The past year saw the largest number of important OPRA legal developments in the history of the statute. While 2018 is unlikely to produce as many landmark cases as 2017, there will certainly be major court opinions that will have a substantial impact on public bodies. Also, I think this year will produce more OPRA litigation than ever before.
The Supreme Court has two highly significant OPRA cases on its docket that will be decided in 2018:
-Brennan v. Bergen County Prosecutor- The Court will consider whether OPRA compels disclosure of the names and addresses of people who successfully bid at an auction of public property. This will be the first time the Court will address a question that has plagued OPRA custodians and their attorneys since OPRA was enacted–what is the extent of privacy protection that must be afforded to home addresses?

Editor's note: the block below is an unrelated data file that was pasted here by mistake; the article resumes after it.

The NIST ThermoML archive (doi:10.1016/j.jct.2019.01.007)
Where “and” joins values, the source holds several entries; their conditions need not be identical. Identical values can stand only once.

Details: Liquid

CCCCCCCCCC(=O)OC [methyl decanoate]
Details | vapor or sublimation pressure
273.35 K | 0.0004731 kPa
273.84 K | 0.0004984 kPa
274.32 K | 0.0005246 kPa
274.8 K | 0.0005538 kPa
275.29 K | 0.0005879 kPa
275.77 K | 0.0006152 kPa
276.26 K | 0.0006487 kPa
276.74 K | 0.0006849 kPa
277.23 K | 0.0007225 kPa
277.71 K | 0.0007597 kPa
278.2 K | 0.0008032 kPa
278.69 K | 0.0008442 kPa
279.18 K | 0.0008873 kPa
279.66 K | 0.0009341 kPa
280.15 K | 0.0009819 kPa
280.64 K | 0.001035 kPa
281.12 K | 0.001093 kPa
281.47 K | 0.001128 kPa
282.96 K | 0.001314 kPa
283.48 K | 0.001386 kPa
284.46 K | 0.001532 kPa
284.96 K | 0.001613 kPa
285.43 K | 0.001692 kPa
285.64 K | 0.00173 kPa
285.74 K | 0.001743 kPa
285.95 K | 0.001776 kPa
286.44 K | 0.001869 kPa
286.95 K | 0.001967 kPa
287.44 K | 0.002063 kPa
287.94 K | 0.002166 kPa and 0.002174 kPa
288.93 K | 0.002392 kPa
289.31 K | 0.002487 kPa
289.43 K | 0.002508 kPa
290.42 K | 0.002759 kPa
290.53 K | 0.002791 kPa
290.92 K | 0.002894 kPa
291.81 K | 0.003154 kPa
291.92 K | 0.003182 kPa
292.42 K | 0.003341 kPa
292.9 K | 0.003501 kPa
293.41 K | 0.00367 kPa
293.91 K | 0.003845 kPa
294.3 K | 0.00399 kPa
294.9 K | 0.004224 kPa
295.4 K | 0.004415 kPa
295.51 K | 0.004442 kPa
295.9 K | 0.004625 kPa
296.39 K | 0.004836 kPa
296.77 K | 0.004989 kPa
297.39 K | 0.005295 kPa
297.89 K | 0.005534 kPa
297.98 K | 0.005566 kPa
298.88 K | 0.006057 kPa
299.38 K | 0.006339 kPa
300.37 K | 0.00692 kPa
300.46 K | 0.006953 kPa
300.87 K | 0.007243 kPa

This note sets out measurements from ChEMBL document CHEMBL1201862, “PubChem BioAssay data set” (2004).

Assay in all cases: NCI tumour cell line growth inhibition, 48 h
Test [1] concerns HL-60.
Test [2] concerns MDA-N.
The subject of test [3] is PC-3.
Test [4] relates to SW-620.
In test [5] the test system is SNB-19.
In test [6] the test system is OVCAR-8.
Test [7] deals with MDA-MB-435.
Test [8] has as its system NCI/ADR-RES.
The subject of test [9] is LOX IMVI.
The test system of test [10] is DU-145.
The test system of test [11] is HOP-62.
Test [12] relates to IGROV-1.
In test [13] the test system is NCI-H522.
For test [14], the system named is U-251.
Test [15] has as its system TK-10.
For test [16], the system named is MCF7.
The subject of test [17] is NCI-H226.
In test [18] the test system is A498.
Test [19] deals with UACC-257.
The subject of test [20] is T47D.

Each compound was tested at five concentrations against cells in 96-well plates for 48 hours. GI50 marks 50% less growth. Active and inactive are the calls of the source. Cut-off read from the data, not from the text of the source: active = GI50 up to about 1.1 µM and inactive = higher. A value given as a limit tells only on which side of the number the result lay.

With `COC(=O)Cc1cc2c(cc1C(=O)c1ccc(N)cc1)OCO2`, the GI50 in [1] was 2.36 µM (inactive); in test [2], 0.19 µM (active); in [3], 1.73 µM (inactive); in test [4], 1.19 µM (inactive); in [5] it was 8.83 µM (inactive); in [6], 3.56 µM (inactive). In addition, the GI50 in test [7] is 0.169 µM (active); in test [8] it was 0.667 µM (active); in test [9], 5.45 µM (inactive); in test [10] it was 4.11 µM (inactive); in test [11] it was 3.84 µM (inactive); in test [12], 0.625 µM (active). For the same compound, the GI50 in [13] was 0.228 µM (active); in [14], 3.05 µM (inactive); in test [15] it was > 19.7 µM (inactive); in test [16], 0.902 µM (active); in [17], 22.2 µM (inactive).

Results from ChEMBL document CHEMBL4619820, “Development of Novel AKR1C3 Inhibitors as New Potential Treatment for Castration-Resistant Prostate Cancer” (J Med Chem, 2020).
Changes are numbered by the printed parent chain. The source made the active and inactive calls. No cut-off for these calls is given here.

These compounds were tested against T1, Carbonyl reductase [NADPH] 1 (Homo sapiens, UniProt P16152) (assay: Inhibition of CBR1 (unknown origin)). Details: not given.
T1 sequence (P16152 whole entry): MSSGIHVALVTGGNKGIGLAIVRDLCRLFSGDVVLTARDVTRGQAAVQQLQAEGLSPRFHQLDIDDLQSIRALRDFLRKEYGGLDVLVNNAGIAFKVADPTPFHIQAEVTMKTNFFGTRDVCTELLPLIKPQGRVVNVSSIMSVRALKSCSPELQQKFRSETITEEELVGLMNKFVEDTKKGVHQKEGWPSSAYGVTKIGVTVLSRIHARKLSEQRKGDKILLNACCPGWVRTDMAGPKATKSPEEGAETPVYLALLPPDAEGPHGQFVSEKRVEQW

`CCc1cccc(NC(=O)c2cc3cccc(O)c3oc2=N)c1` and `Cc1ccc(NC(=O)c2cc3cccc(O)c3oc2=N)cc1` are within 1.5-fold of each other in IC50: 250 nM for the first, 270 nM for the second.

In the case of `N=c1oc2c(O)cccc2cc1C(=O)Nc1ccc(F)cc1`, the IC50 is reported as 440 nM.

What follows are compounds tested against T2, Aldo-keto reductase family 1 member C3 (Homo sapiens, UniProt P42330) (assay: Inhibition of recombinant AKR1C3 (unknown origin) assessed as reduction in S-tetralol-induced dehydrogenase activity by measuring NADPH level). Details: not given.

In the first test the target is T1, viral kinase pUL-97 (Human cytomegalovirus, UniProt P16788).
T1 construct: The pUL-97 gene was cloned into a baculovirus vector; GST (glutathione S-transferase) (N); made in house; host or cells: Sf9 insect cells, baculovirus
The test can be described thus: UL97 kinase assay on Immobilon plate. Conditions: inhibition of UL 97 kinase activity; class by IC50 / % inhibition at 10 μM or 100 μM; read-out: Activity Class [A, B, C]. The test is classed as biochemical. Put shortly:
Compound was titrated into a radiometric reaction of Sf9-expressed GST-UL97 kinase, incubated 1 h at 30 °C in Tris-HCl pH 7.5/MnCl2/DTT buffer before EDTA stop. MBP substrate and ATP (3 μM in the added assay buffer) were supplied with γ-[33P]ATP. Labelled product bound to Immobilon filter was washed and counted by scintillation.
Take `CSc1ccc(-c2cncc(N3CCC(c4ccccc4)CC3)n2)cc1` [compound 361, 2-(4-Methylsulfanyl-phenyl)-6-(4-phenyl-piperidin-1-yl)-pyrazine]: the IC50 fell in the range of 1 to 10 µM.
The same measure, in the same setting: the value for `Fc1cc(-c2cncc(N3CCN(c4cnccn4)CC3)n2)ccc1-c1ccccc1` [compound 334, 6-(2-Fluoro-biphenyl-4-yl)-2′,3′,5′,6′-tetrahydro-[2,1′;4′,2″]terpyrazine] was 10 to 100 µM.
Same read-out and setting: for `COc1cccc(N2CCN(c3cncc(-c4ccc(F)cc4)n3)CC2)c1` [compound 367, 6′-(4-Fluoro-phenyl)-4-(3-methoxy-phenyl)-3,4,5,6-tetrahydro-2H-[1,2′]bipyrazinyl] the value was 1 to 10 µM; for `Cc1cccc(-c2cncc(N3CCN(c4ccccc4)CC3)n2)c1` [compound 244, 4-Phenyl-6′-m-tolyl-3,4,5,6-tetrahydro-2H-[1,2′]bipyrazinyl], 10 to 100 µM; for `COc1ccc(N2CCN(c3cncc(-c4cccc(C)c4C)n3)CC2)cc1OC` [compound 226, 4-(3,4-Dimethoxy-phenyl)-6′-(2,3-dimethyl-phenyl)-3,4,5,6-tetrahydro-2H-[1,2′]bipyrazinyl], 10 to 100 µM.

-Paff v. Ocean County Prosecutor- This case also involves a critical privacy issue: do people shown in police dash cam videos have privacy rights? In addition, the Court will decide a key law enforcement record issue: does the criminal investigatory record exemption apply to dash cam video, where the video is made pursuant to an order of a local police chief?
In addition to these Supreme Court cases, I anticipate that a large number of important OPRA opinions will be issued by the Appellate Division and trial courts in 2018. I think this year will involve even more OPRA litigation than in past years, as requestors will seek to test how to interpret the many major court opinions that were issued in 2017. This should result in many issues of first impression being presented to the courts.